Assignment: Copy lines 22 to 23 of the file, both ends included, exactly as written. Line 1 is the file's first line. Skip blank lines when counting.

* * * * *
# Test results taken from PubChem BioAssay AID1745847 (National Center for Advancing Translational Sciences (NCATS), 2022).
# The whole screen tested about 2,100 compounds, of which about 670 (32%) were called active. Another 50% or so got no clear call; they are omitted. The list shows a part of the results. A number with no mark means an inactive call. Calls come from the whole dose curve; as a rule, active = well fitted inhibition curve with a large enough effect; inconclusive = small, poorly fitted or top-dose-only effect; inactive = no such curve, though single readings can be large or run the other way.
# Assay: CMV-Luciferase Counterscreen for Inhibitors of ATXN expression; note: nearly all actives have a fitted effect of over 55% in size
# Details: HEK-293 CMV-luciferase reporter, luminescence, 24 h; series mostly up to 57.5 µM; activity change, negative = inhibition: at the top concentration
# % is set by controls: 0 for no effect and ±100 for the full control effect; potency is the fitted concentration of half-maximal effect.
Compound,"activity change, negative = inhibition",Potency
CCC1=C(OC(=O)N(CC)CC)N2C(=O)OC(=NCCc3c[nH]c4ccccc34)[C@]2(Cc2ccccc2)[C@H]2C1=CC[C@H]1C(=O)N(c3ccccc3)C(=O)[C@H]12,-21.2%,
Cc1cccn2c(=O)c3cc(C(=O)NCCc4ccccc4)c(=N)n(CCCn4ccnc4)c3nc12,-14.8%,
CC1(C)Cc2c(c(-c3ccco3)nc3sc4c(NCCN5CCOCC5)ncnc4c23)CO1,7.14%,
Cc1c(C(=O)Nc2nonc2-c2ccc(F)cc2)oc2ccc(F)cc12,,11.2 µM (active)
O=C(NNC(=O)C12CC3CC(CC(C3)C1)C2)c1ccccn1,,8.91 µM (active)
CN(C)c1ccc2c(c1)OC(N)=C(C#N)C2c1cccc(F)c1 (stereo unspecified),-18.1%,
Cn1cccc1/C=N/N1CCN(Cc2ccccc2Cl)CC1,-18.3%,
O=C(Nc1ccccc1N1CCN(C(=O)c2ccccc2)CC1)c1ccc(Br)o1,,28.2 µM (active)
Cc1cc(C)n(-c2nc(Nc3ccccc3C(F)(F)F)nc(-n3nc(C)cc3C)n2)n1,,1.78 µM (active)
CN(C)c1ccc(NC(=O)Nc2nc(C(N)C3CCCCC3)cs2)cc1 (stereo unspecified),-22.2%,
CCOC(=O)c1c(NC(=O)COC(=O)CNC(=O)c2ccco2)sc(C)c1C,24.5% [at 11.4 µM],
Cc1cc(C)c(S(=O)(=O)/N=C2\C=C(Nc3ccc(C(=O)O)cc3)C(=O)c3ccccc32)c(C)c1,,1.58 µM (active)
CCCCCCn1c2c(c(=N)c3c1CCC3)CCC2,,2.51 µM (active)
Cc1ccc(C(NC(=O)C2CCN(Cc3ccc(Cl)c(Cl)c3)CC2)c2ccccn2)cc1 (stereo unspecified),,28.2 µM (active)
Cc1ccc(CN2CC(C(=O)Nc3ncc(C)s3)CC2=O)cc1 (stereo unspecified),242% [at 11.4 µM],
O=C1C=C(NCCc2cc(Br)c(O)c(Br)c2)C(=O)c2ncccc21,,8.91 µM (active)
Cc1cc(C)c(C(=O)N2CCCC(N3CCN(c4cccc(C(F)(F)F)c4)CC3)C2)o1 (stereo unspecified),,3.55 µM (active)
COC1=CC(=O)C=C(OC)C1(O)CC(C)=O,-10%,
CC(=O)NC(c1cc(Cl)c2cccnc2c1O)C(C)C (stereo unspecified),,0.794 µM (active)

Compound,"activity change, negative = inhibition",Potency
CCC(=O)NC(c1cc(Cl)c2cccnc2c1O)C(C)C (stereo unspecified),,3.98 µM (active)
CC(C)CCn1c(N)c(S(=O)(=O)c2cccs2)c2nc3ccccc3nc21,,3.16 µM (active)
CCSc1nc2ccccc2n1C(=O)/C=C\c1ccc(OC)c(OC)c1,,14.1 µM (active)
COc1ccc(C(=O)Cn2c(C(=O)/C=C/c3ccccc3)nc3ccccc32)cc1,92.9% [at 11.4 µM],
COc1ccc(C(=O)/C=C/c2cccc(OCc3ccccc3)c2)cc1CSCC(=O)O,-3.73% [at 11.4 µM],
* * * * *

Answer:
O=C1C=C(NCCc2cc(Br)c(O)c(Br)c2)C(=O)c2ncccc21,,8.91 µM (active)
Cc1cc(C)c(C(=O)N2CCCC(N3CCN(c4cccc(C(F)(F)F)c4)CC3)C2)o1 (stereo unspecified),,3.55 µM (active)